Table 2 shows results of the final submission, for en-hu and en-pt tracks, along with a comparison to the baseline. As per the main evaluation metric (Weighted Macro F1 score), our model outperforms the strong AWS baseline by a significant margin on both en-hu and en-pt tracks. For en-hu, the improvement is about 30 absolute points on the dev dataset and 27 points on the test dataset. For en-pt, the improvement is about 34 absolute points on the dev dataset and 33 absolute points on the test dataset. This model ranked 1st on the dev leaderboard and 2nd on the test leaderboard for en-hu track. It ranked 2nd on the dev leaderboard and 3rd on the test leaderboard for en-pt track.
Table 3 shows the results for several ablations for en-hu model listed in section 5. And Table 4 shows results for several modeling variants listed in section 6. There are several interesting observations to be made from these ablations and variants. First, there’s a clear improvement of about 15.4 points in Weighted Macro F1 from fine-tuning the pre-trained model on the provided dataset. The simple post-processing strategy of score thresholding yielded a gain of about 1.79 absolute points. Similarly, there’s also a big improvement of about 10.7 absolute points from the oversampling strategy we used (as opposed to no oversampling). However, this gap seemed to have been closed by a big margin (about 7 absolute points) through the multi-output sequence formulation and slightly more by adding Nucleus sampling on top of it. A separate approach that uses back translation seemed to also have yielded similar gains upon the “No oversampling” approach. The model-based prediction filtering yielded an improvement of about 4 absolute points. Interestingly, all of these variants still ended up inferior (by varying levels) to the simple oversampling + fine-tuning + post-processing strategy that was used for the final submission.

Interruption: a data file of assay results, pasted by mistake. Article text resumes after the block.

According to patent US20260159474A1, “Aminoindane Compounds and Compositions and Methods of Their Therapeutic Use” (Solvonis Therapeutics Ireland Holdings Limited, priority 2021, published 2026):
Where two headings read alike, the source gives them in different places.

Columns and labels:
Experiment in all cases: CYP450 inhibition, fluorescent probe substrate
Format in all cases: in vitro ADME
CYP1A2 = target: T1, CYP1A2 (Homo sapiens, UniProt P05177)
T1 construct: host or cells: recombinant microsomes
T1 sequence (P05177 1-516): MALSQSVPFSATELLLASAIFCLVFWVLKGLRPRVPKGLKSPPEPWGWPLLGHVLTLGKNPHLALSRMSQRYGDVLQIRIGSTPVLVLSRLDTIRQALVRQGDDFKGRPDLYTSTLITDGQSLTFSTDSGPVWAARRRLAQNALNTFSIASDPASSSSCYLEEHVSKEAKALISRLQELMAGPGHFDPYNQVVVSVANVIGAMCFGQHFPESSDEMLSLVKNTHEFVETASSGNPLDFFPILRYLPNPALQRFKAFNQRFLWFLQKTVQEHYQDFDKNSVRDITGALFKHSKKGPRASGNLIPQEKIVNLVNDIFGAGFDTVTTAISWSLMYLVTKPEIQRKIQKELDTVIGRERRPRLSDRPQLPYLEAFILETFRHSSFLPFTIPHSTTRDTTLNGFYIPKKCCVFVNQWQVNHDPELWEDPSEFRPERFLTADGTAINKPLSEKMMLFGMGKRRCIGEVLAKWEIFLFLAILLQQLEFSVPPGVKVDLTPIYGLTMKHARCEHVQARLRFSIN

We describe the system for our submission to the shared task on simultaneous translation and paraphrasing for language education at the 4th workshop on Neural Generation and Translation (WNGT) for ACL 2020. The final submitted system leverages pre-trained translation models, with Transformer architecture, and an oversampling strategy to achieve competitive performance. For future, it’d be interesting to see if initializing the model with latest state-of-the-art sequence-to-sequence pre-trained models such as BART Lewis et al. (2019) and T5 Raffel et al. (2019) and fine-tuning could help boost performance. It would also be a promising direction to explore the benefit of using cross-lingual models such as XLM-Roberta Conneau et al. (2019). One way to use them would be to initialize the encoder part of the architecture with pre-trained representations. Given the shared representations, it might be interesting to see if concatenating several language pairs’ train datasets and training a joint model produces additional benefits.
We thank the Duolingo team for providing the dataset and organizing the competition and thank reviewers for providing valuable feedback.